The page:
The Cambridge Lab of Toshiba Research Europe says it has has had a major breakthough in its quest to find ultra-secure networks.
It has succeeded in demonstrating continuous operation of quantum key distribution (QKD) with a secure bit rate exceeding 1 Megabit/sec over 50 km of fibre for the first time.
We are not certain, but the technology appears to be based around sticking the key to any encryption around the collar of a cat who may or may not be alive.
Averaged over a 24 hour period, this is 100–1000 times higher than anything reported previously for a 50 km link.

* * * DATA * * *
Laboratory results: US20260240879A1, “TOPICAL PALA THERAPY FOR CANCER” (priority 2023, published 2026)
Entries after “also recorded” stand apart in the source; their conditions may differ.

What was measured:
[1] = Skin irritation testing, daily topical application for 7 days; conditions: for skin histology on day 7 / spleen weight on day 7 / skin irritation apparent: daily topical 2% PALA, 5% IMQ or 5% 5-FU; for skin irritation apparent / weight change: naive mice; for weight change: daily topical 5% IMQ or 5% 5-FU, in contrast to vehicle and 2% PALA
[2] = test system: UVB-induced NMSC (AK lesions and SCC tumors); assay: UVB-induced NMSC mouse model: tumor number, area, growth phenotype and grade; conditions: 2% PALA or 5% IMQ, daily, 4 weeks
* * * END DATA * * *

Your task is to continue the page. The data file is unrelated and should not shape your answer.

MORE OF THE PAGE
Tosh managed to build a novel light detector for high bit rates and a feedback system which maintains a high bit rate at all times and requires no manual set-up or adjustment.
According to the journal, Applied Physics Letters, which we get for the observe the photon competition, the breakthrough will enable the everyday use of “one-time pad” encryption.
This is a theoretical perfect security which is currently impossible to run because it requires the transmission of very long secret keys which are the same length as the data itself. It can only be used for short messages in situations requiring very high security.
However Tosh things that today’s bit rate breakthrough will mean that the great unwashed can use it to send letters to their grannies so that the lizard people will not read them.